Emergency Preparedness: The Emergency Kit

This post for Emergency Preparedness Month is about Emergency Kits.  Imagine that you’ve become aware of an impending emergency. Maybe you have a day or two to plan, or maybe an hour, or maybe just a few minutes.  I promise one thing:  You won’t have the luxury of stress-free brainstorming on what you think you may need, and the ability to gather it all, when you’re staring an emergency or a disaster in the face.  The point of an emergency kit is to set aside supplies you’ll need on a moment’s notice, whether in your home or evacuating, so that your time can be best spent when you need to focus on executing a plan. Being prepared takes careful thought, organization skills, and some resources.


I’m sharing our kit and the thought that went into it with you today. Hopefully, it inspires you to think about your own emergency supplies, and build or enhance the kit you already have.  Keep in mind:  We are two adults, no children, no pets.  If we had children or pets or were caring for people who could not care for themselves independently, we’d be adding other items to this list, for sure.  Keep your own situation in mind as you read through my list.


Our supply stash has three levels of supplies built into it. We can use it as a “shopping” place so that we can increase or diminish the supplies we might need on a moment’s notice, depending on the situation we anticipate facing:


  1. Shelter-in-place (“S-I-P”) at home.  This assumes that we’ll need some supplies to help us at home through a 3-day power outage, potentially fresh-water outage, but we can stay in our home.   Assumes we’ll have access to food, clothes and first aid supplies in our home.

  2. Short Term Evacuate/ “Go Bag”, assuming we can get to a hotel or other shelter, and will be away for about 3 days.

  3. Long Term Evacuate /”Go Bag”, assumes no obvious shelter, and we will be away for longer… maybe even indefinitely.


Let’s start with the things to have on hand for sheltering in place:


Non-perishable foods (tuna, canned chicken, peanut butter, crackers, energy/meal bars, camp food/dehydrated meals that can be reconstituted with water, etc.) Review semi-annually for expiration. Plan for 3 days worth, minimally. Bags for storing opened/unfinished food. Don’t forget a can opener (a manual one, and know how to use it)!
Large bottles of water, small bottles of water.  FEMA recommends one gallon per person, per day. Plan for 3 days worth, minimally. Don’t rely on your own water supply.
Cell phones, back up phone batteries (charged), car charger. Battery, solar or hand-crank operated radio, with weather channels.
Flashlights, extra batteries.  Propane lantern. Glowsticks. Solar-charging lights can help, too. Candles, as long as we are able to keep them in an area that is safe.
Assuming we are home and can use our whole wardrobe to layer, we still will include a blanket in our kit. Chemical hand warmer/foot warmer packages. Battery-operated fan in case this is a warmer-weather event.
A basic first aid kit that can address injuries and illness (bandages, gauze, tape, antibiotic cream, tweezers, ibuprofen, anti-bacterial gel, hydrocortisone cream, arnica gel, cauterization stick, alcohol, hydrogen peroxide.)  Latex gloves, dust masks, and wipes.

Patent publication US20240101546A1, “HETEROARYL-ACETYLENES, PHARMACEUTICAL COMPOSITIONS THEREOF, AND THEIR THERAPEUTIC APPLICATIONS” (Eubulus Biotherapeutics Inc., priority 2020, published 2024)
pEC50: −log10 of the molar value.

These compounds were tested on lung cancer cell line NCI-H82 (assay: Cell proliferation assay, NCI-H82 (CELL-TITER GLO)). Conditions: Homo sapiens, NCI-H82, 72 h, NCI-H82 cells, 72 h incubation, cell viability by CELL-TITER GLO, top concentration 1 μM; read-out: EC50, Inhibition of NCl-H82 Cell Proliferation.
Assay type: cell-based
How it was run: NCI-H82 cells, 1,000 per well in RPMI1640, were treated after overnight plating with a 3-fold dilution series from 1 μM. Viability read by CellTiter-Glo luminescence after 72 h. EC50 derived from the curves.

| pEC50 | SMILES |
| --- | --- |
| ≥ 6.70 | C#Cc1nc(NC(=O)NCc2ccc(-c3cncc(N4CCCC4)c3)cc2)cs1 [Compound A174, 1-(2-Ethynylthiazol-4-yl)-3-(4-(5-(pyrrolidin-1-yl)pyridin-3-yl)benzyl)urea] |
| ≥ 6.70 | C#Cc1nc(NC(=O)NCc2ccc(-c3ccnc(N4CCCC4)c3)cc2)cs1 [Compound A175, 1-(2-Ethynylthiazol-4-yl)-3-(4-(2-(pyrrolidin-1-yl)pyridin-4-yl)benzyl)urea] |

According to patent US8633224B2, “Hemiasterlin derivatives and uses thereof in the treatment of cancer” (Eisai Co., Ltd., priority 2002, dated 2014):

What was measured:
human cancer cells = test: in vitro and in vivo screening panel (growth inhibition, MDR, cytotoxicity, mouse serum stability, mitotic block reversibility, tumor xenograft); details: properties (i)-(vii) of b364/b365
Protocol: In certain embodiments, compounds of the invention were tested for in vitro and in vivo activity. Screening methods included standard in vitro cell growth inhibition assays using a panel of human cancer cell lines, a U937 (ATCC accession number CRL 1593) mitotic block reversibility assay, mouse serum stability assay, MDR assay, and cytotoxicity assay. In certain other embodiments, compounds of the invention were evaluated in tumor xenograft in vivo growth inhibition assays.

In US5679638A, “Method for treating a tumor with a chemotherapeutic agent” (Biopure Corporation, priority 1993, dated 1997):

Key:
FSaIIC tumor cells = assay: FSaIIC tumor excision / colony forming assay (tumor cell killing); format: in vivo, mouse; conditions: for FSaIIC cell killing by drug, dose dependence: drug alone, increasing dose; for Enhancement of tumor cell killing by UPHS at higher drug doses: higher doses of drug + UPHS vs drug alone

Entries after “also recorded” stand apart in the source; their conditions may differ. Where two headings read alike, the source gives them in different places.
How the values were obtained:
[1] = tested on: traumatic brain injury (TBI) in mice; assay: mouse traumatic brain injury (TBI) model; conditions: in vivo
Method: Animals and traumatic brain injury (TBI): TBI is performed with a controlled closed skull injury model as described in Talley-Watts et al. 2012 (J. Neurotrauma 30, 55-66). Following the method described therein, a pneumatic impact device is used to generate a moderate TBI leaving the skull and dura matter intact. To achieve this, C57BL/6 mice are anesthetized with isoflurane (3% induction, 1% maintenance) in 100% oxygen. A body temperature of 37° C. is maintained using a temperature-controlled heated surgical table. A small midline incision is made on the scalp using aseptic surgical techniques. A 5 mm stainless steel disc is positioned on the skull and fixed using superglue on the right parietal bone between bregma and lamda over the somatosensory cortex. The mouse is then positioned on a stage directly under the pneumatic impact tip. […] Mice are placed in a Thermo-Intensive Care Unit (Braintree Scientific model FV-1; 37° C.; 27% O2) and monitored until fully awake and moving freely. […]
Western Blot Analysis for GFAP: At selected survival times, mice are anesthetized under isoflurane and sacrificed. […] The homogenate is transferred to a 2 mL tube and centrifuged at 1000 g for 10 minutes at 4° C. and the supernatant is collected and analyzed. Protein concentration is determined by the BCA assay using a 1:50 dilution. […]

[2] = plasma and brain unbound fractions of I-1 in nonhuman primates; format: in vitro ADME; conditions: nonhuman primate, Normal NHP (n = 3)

Have prescription medication? Plan ahead. Grab a supply that can last longer than you think you’ll be gone. Keep a list of your prescriptions with you. Small cooler with freezer packs for any refrigerated medication.
Wrench, pliers or screwdriver to turn off any utilities and (even more importantly!) know where our shut-offs are in our house for electricity, gas, water, just in case (and know the process for turning things back on when you return… gas will require a professional). Distress whistle and dust masks, too.
Small scissors, duct tape, swiss army knife/ leatherman/ multi-tool, weatherproof matches, garbage bags, mylar sheets for warmth. Basic clothing for 3 days (see list at bottom of the post). Pen, pencil, permanent marker. Poncho and Towel. Toilet paper.
Cash on hand (Assume if you have to leave your house to purchase something, or need to pay others for help cash registers won’t work, ATM’s won’t work, credit card swipes at the gas station won’t work.  You will likely have to work in pure cash in a short term emergency. Plan on having at least $100 (best kept in small bills), a bit more if you can manage it, on hand, that you DON’T TOUCH during times of non-emergency. 
Extra gasoline on hand to fill up the car on short notice (fill up the car as SOON as we learn that evacuation may be possible).  Don’t travel with a can of gasoline in your car… that’s as much a safety hazard as the disaster you’re fleeing.
Build a great check list that I can go over before having to leave.  Don’t rely on my own clear thinking in the moment!  Also, activities to occupy our time and divert our attention: Books. Games. Cards. Use your imagination.


Think it will be more than 3 days? Or maybe gone for a long, undetermined amount of time? Bring everything from above, but now we need another level of supplies, and can’t rely on our own pantry, closet and medicine chest at home.    This is how we start adding to it:


Add more non-perishable, ready-to-eat foods: dried fruit, beef jerky, other healthy sources of protein. Canned foods (pasta, fruit, vegetables, etc.) Coffee, shelf-stable drinks like milk (in packs or powdered). Add a basic “mess” kit – camping kit and stove, plates, napkins, cups, utensils.  Extra fuel for the camping stove.
More of it, same per person guidelines as above. While a water purification system would be more ideal, we can make do with a few home-made options. FEMA recommends a solution that includes a small amount of bleach diluted — research this as an option and get comfortable with it.
A list of key phone numbers and e-mail addresses to stay in contact, and a plan on “if you only get one person to contact in the outside world, who will it be?”. Charger for phone, both wall charger and car charger.
More of what is listed above.
Assume shelter is possible, but plan for a worse situation. Small tent, sleeping bags and mylar space blankets.
Eyeglasses and set of contact lenses and saline, tampons/pads, my husband’s inhaler, over-the-counter medication (colds/cough, pain, allergy, stomach issues), any prescription medication (including birth control), soap/shampoo, toothbrush/paste, deodorant, sunscreen. First aid manual. Moist towelettes. Something that can work as a tourniquet.
Local maps (on paper… internet may not be there to help). Bright-colored clothing/top. Compass, whistle, mirror.